IMF held today its first high-level advisory meeting on Fintech with most of the focus being on blockchain technology.
According to IMF’s website, the focus was on discussing:
How new technologies can disrupt the nature and provision of financial services and the implications that these changes may have for financial stability and regulation.
A number of senior-level executives, including Jeremy Allaire of Circle, Carolyn Wilkins, Deputy Governor of the Bank of Canada, Tao Zhang, former Deputy Governor of the People’s Bank of China (PBOC), Jill Carlson from Chain, and others, attended.
It’s not very clear what was said behind closed doors, but a livestreamed panel took place where the general theme of balance between innovation and risks, transparency and regulations, was expressed according to reports.
In particular, the panel appears to be of the view that innovation needs to be given room to grow, but at the same time risk needs to be managed. Moreover, while blockchain based innovation may increase risk, it also increases transparency.
According to reports, a panelist noted that FinTech will increase inclusion and therefore improve financial stability, but at the same time add new challenges as money can flow freely across the globe.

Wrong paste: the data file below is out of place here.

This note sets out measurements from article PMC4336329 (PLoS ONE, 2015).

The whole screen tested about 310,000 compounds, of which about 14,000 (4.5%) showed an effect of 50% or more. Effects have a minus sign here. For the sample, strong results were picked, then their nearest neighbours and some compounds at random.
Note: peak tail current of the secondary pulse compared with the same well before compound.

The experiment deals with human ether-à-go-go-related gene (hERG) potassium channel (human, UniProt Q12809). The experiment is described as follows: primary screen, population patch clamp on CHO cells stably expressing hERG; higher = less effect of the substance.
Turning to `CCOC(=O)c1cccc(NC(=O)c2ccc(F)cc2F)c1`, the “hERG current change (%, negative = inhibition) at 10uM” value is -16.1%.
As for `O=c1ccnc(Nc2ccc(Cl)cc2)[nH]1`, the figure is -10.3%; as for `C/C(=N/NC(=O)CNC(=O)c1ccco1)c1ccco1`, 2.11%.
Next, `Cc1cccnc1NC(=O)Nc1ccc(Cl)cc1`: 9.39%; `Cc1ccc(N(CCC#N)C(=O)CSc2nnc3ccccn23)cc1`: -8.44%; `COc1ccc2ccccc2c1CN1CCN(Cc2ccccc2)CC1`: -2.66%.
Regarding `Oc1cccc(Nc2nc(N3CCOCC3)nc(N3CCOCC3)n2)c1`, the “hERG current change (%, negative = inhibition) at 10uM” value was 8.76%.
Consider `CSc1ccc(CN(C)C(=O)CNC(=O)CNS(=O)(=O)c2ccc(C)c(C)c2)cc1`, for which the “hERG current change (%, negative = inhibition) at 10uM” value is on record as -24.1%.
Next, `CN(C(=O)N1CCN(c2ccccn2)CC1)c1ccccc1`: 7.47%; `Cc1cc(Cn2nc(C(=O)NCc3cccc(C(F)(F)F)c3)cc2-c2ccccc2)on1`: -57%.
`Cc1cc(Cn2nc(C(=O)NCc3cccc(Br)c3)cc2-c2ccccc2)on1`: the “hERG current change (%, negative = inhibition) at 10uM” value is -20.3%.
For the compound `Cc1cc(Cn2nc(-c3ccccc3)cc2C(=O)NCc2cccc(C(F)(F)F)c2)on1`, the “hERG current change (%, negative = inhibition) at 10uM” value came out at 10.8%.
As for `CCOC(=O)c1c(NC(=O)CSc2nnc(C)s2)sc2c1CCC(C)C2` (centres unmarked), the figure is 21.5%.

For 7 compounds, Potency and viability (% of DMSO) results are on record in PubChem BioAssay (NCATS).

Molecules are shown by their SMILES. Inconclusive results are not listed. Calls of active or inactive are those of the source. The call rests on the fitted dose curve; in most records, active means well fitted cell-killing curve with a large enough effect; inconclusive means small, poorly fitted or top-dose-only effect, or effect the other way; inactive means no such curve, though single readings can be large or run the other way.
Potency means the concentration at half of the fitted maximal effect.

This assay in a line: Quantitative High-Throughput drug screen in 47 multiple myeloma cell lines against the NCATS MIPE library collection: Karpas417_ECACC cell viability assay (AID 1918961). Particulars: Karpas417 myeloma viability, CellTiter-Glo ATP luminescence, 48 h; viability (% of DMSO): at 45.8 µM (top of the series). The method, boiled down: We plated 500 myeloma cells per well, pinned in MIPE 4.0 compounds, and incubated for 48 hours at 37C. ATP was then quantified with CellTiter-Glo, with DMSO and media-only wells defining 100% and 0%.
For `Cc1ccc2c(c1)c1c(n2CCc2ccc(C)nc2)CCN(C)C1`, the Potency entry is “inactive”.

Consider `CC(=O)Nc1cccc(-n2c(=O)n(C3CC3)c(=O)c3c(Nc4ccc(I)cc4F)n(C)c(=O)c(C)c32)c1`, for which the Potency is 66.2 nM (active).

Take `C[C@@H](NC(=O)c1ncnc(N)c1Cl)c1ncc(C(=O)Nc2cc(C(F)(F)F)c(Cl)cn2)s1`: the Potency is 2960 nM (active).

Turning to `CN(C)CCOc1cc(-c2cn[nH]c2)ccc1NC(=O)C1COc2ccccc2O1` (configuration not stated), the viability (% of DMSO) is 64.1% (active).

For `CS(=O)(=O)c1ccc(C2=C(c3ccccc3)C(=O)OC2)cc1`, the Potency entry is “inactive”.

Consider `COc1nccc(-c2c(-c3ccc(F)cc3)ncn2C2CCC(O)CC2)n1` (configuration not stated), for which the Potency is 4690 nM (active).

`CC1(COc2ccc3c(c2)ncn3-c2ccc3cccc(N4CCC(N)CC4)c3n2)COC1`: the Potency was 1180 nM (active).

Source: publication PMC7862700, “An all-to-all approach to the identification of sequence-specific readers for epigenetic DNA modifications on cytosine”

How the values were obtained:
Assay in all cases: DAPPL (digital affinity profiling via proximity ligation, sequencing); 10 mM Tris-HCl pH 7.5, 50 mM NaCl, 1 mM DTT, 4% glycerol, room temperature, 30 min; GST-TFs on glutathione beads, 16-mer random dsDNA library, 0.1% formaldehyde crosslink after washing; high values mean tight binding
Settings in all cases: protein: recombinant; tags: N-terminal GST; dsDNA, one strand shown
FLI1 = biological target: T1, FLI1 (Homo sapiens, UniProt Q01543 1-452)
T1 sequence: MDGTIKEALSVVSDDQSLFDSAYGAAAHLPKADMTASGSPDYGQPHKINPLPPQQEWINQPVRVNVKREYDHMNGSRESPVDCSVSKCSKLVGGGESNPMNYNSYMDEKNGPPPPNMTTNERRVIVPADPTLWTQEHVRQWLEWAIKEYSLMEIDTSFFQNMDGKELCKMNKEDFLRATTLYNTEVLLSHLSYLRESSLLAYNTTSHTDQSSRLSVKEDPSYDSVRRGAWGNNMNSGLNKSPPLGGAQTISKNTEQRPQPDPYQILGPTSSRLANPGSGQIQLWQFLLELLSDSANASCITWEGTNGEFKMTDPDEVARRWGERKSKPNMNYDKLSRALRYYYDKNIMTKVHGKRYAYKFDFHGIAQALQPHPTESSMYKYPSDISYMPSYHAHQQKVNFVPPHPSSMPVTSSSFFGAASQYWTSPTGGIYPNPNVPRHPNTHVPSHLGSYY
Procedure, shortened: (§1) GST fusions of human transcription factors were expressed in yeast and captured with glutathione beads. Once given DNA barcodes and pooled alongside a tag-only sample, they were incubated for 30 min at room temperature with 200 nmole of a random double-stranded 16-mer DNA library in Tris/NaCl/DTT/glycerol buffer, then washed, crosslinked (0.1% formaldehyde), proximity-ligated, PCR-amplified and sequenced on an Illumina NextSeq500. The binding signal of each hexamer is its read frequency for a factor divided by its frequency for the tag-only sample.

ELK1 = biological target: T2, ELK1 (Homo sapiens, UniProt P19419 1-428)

Interestingly, ICOs were brought up, with one panelist stating that it is a trend which will impact the financial industry significantly. It’s the first sign this fairly new development has attracted such high level attention, but hundreds of millions have been raised through ICOs in the past year.
The ICO space is currently a bit of a wild west and in a state of flux as well as confusion. On the wild west aspect, there are hardly any quality checks, verifiably independent audits, etc. There are so many of them that few receive even a prima facie look by journalists. Sometimes, even when they do get their attention, the project developers might fail to respond to any probing questions.
The obvious solution here, at this very early stage, is a non-governing body, perhaps supervised by a regulatory authority such as Britain’s FCA. Since ICOs are by their nature international, such non-governing body recognized worldwide would also probably be better than balkanized global regulations which may be contradictory.
Featured image from Shutterstock.